LONDON (Reuters) - Sony Ericsson is shunning traditional television and billboard advertisements and will pin its hopes on the boom in social networking in its first major foray into soccer sponsorship at the 2010 World Cup in South Africa.
The mobile phone handset maker, whose parent company Sony has a $305-million, tier-one sponsorship agreement with FIFA until the 2014 World Cup in Brazil, believes interaction through sites such as Twitter and Facebook is the best and most intimate way of reaching out to the fan.
However analysts say that at a time of plummeting television advertising rates and the relatively uncharted territory of basing such a campaign on social networking, success could be a difficult task.
“We have made the conscious decision to steer away from the traditional branding route as this supports our fan-centric strategy,” director of global marketing partnerships Calum MacDougall told Reuters in an interview.
“Instead we are going straight to online fan communities through popular social networking channels.”
The company has launched a Twitter Cup competition where fans have been split into groups along the same lines as the countries for the finals in South Africa next year. The countries yielding the most Tweets will progress to the later stages of the competition.
“Fans love being given the opportunity to share their feelings with one another and really get behind their team, and social networking platforms like this allow them to do this,” MacDougall said .
“What’s great about the social networking world is that we can give fans real value and improve their experience by providing ways in which they can enjoy all the fun of the World Cup. These channels also mean that we can reach a truly global audience, which is incredibly important for us.”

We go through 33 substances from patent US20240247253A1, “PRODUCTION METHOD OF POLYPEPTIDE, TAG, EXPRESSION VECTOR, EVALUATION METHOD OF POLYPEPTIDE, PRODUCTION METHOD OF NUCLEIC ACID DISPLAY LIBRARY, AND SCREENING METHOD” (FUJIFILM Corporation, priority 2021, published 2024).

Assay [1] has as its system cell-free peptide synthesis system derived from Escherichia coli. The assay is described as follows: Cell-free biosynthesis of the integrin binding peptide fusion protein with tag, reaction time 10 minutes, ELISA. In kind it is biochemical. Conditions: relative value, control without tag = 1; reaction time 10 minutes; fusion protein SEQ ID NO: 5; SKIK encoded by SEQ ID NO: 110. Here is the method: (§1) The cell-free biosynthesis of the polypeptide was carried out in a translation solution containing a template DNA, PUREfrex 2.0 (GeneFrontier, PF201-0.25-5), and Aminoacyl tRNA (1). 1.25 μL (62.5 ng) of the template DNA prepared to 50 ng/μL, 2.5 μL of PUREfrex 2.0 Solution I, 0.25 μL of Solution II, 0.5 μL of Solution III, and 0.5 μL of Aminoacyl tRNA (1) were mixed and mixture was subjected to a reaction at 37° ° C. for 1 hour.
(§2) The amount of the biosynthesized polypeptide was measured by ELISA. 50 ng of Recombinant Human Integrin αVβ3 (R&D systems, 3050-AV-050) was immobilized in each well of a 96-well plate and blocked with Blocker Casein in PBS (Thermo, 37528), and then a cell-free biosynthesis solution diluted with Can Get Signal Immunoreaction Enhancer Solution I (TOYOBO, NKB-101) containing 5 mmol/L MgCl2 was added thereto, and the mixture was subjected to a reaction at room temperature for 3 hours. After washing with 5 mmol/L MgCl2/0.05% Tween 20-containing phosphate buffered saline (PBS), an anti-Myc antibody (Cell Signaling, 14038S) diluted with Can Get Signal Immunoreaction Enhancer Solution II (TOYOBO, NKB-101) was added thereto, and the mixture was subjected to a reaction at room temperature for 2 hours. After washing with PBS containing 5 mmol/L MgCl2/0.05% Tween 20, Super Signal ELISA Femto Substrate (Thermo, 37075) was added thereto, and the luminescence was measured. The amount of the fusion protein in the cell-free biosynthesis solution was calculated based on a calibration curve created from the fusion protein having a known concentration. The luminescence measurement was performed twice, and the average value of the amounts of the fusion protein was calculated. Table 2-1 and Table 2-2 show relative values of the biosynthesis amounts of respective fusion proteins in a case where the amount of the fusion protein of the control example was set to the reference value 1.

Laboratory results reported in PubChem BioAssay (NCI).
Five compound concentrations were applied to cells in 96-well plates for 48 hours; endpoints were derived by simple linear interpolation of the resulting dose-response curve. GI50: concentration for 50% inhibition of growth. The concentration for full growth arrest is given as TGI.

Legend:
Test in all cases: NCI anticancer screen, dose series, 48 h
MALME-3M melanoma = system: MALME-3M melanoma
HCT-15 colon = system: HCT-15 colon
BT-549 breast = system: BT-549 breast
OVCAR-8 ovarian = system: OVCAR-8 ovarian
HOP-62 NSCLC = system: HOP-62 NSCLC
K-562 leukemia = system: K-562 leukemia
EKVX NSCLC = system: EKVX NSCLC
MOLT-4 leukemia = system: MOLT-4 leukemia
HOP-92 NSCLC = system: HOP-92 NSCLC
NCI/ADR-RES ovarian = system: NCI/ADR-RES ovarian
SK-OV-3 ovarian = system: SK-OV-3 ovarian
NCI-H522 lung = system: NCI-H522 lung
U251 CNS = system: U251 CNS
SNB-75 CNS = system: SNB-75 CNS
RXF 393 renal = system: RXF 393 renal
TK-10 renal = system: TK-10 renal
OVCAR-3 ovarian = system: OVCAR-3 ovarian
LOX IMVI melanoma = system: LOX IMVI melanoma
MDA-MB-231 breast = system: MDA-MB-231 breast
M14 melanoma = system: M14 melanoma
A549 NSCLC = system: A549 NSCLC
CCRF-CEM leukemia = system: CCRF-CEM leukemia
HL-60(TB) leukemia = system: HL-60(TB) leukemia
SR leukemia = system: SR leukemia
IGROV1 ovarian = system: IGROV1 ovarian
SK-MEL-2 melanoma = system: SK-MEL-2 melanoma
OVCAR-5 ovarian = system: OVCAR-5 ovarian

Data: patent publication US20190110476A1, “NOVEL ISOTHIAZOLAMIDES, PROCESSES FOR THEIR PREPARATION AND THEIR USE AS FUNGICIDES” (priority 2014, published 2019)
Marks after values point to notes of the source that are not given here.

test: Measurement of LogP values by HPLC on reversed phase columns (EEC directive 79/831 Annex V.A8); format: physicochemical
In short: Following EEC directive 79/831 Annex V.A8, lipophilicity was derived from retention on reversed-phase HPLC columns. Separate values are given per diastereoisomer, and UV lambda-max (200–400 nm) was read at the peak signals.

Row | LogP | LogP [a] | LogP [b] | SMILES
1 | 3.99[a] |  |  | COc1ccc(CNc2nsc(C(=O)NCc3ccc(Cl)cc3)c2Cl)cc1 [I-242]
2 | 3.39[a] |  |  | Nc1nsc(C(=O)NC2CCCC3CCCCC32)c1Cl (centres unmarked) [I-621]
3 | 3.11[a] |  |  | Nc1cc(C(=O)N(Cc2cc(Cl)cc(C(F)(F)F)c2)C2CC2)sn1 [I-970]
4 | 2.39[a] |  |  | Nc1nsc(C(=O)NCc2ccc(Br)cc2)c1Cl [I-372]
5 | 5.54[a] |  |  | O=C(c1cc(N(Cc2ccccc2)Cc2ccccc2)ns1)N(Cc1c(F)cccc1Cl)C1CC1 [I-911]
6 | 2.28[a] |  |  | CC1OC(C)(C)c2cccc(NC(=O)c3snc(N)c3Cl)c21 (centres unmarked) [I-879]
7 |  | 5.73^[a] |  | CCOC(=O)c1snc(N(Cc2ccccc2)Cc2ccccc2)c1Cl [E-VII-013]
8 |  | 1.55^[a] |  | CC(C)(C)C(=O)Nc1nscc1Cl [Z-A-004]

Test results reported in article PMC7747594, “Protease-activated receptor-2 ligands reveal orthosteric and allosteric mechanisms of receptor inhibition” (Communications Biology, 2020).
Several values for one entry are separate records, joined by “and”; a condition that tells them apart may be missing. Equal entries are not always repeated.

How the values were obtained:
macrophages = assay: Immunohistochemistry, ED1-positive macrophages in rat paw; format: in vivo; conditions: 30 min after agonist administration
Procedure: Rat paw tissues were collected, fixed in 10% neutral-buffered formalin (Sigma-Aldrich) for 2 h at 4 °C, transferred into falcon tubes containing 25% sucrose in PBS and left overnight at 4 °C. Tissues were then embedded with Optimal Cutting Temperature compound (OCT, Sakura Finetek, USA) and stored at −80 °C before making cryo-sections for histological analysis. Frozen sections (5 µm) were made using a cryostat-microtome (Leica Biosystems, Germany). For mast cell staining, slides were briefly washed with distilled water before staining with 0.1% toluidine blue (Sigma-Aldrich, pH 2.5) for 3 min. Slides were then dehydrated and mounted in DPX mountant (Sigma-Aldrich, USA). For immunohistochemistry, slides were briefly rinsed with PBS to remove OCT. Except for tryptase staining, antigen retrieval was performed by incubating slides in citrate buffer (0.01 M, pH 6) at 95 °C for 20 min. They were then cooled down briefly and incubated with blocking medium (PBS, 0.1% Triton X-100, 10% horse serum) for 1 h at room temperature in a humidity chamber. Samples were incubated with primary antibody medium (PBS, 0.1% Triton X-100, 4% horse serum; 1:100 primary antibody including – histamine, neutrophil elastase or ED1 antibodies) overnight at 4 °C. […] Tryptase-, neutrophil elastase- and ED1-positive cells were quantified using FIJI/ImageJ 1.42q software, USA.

Observers will be watching the venture with keen interest, especially considering that Sony, as FIFA’s ‘Digital Life’ category sponsor, has preferential negotiation rights for television commercial spots.
“Social media is only one format, it is still an unproven format,” Vincent Letang, a senior advertising analyst at Screen Digest told Reuters.
“When you log into a social media environment, you are there to talk to professional peers, not there to buy anything. Establishing a dialogue is really tricky to fine tune and the right approach is very difficult to find.
“During the recession a number of advertisers have been conservative and have postponed expanding with new formats. Traditional TV advertising becomes so cheap and this may prove more cost-effective.”
Editing by Clare Fallon
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